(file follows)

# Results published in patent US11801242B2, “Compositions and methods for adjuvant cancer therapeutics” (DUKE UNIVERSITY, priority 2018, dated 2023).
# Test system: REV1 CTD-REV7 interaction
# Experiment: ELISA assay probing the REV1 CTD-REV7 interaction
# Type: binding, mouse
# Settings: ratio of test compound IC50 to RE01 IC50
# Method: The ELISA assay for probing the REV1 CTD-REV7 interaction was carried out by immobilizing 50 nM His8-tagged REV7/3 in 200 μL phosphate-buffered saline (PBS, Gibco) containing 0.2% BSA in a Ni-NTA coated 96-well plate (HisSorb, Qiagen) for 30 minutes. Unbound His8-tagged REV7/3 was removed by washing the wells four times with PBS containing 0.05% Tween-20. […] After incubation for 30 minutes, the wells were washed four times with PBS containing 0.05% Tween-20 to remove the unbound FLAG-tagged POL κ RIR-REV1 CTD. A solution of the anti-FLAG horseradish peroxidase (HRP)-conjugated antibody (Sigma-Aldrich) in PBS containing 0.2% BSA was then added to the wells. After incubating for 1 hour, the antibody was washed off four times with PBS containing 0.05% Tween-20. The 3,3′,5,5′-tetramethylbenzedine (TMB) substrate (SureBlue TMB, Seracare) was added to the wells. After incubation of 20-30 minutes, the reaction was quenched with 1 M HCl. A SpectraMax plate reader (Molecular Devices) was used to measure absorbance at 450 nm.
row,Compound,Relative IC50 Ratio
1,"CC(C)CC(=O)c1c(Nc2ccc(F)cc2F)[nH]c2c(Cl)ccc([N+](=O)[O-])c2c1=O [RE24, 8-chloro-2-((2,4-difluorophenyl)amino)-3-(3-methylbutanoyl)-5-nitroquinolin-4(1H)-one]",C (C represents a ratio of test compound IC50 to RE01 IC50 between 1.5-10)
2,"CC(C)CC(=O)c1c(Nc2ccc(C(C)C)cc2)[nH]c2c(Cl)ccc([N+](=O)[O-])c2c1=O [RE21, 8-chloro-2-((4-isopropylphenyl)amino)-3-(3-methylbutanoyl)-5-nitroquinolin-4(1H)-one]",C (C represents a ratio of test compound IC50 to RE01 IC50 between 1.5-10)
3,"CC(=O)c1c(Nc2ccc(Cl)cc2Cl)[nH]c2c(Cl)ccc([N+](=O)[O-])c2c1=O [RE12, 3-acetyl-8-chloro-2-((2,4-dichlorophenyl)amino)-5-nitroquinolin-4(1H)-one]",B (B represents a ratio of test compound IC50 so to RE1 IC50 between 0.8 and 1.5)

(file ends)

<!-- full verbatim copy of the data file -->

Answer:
# Results published in patent US11801242B2, “Compositions and methods for adjuvant cancer therapeutics” (DUKE UNIVERSITY, priority 2018, dated 2023).
# Test system: REV1 CTD-REV7 interaction
# Experiment: ELISA assay probing the REV1 CTD-REV7 interaction
# Type: binding, mouse
# Settings: ratio of test compound IC50 to RE01 IC50
# Method: The ELISA assay for probing the REV1 CTD-REV7 interaction was carried out by immobilizing 50 nM His8-tagged REV7/3 in 200 μL phosphate-buffered saline (PBS, Gibco) containing 0.2% BSA in a Ni-NTA coated 96-well plate (HisSorb, Qiagen) for 30 minutes. Unbound His8-tagged REV7/3 was removed by washing the wells four times with PBS containing 0.05% Tween-20. […] After incubation for 30 minutes, the wells were washed four times with PBS containing 0.05% Tween-20 to remove the unbound FLAG-tagged POL κ RIR-REV1 CTD. A solution of the anti-FLAG horseradish peroxidase (HRP)-conjugated antibody (Sigma-Aldrich) in PBS containing 0.2% BSA was then added to the wells. After incubating for 1 hour, the antibody was washed off four times with PBS containing 0.05% Tween-20. The 3,3′,5,5′-tetramethylbenzedine (TMB) substrate (SureBlue TMB, Seracare) was added to the wells. After incubation of 20-30 minutes, the reaction was quenched with 1 M HCl. A SpectraMax plate reader (Molecular Devices) was used to measure absorbance at 450 nm.
row,Compound,Relative IC50 Ratio
1,"CC(C)CC(=O)c1c(Nc2ccc(F)cc2F)[nH]c2c(Cl)ccc([N+](=O)[O-])c2c1=O [RE24, 8-chloro-2-((2,4-difluorophenyl)amino)-3-(3-methylbutanoyl)-5-nitroquinolin-4(1H)-one]",C (C represents a ratio of test compound IC50 to RE01 IC50 between 1.5-10)
2,"CC(C)CC(=O)c1c(Nc2ccc(C(C)C)cc2)[nH]c2c(Cl)ccc([N+](=O)[O-])c2c1=O [RE21, 8-chloro-2-((4-isopropylphenyl)amino)-3-(3-methylbutanoyl)-5-nitroquinolin-4(1H)-one]",C (C represents a ratio of test compound IC50 to RE01 IC50 between 1.5-10)
3,"CC(=O)c1c(Nc2ccc(Cl)cc2Cl)[nH]c2c(Cl)ccc([N+](=O)[O-])c2c1=O [RE12, 3-acetyl-8-chloro-2-((2,4-dichlorophenyl)amino)-5-nitroquinolin-4(1H)-one]",B (B represents a ratio of test compound IC50 so to RE1 IC50 between 0.8 and 1.5)